Session State Settings for Cached SQL Server Query Plans

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A cached query plan will not be used if the query is different than the original query used to generate the cached plan - makes sense - but what if the query is identical?  Well even then the query optimizer may not used the cached query plan.  Why?  Because all the session settings for the current query request must match those from the first time the query plan was generated and cached.  So the question is how can you determine what settings are associated with the cached plan?  The answer is in the SQL Server Dynamic Management Objects.


I've spoken quite a bit as of late on the DMOs.  These views and functions constructs exist as an abstraction layer for the system tables that are now protected inside of the resource database.  The DMOs that accomplish the goal we're looking at examining today are the following:

  • sys.dm_exec_cached_plans - Provides a listing of all query plans still residing in cache.
  • sys.dm_exec_query_plan  - This is a Dynamic Management Function that allows you to pass in a plan_handle (think of it as a unique identifier for a execution plan) as a parameter and return an xml link for the graphical execution plan.  When you click on the link, the graphical execution plan opens as a separate tab within Microsoft SQL Server Management Studio.  Pretty neat, eh?
  • sys.dm_exec_plan_attributes - This is the key DMV for accomplishing the goal we're setting forth.  It exposes all session-level settings (attributes as they are referred to in this DMV) for a query plan.

Let's look at the query that puts all of this together:

SELECT DEQP.query_plan, DEPA.attributeDEPA.value
FROM sys.dm_exec_cached_plans DECP
CROSS APPLY sys.dm_exec_query_plan(DECP.plan_handleAS DEQP
CROSS APPLY sys.dm_exec_plan_attributes(DECP.plan_handleAS DEPA
WHERE DECP.plan_handle (0x06001201B3316A154003213A0200000000000000000000)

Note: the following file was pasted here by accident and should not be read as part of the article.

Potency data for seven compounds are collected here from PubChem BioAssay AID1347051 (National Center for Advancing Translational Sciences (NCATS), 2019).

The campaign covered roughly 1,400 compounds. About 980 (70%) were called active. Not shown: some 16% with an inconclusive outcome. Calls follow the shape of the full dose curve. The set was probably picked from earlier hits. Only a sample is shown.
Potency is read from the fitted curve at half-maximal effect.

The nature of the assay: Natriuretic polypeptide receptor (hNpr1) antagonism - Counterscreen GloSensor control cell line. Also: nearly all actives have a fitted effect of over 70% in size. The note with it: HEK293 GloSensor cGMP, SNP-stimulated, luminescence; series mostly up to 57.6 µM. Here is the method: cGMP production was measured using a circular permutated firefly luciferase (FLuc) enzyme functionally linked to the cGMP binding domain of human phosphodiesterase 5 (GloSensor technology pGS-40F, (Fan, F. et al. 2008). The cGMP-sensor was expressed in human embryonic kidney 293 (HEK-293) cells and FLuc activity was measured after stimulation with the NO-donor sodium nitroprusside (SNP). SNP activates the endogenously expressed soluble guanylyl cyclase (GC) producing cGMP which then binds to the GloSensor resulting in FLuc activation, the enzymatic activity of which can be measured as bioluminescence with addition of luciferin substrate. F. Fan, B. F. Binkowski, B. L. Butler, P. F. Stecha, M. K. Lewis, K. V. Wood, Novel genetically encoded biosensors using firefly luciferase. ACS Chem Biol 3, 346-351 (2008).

22 01

You may wonder how to determine the plan handle you're interested in querying against.  There are many options and in my case I hard-coded the value based upon a specific value I returned from a targeted query against sys.dm_exec_requests for a query that was behaving poorly.  The nice thing is that the DMV structure is so extensible.  I could easily return results like above for a specific user (for example) by using the following query:

SELECT SDEQP.query_planSDEPA.attributeSDEPA.value 
FROM sys.dm_exec_cached_plans SDECP
INNER JOIN sys.dm_exec_requests SDER ON SDECP.plan_handle SDER.plan_handle
INNER JOIN sys.dm_exec_sessions SDES ON SDER.session_id SDES.session_id
CROSS APPLY sys.dm_exec_query_plan(SDECP.plan_handleAS SDEQP
CROSS APPLY sys.dm_exec_plan_attributes(SDECP.plan_handleAS SDEPA
WHERE SDES.login_name 'DOMAIN\User'

The join structures are quite straight-forward and with the advent of IntelliSense technology in SSMS 2008 (or by use of SQL Prompt for example, which provides the same functionality) the joins usually present themselves.  The results in this case are the same, but there is no need for me to do the initial leg work of identifying the exact plan_handle first.  You can tailor the query to fit your needs going forth on your own.

Now that you know what session settings are associated with the cached plan, you structure the session state to match the cached plan and take advantage of performance gains that come with plan re-use.

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About the author
MSSQLTips author Tim Ford Tim Ford is a Senior Database Administrator with MindBody.

This author pledges the content of this article is based on professional experience and not AI generated.

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Comments For This Article

Friday, January 27, 2012 - 8:13:17 AM - Chuck Hottle Back To Top (15799)

What my colleagues and I can't get a handle on is what the actual performace impact of having different SET options.  For example, the most common difference that we see is ARITHABORT between SSMS and .Net connections.  Just because these two executions will have different plans doesn't explain why sometimes the one with ARITHABORT off gets a bad plan.  It shouldn't really affect anything, right.  This is a common 'fast in SSMS, slow in application scenario'.

Wednesday, December 15, 2010 - 5:07:08 PM - Joshua Guttman Back To Top (10459)

How about bringing up the obvios? These people should be using stored procedures, not cached prepared dynamic sql. SQL Server was designed from the ground up to work a certain way. Yes, there are nice features out there that make things easy for the lazy developer, but they can also get you in a lot of trouble. Look up deadlocks if you like dynamic sql so much. Seriously, if you go against the design goals of SQL Server, you will get burned.

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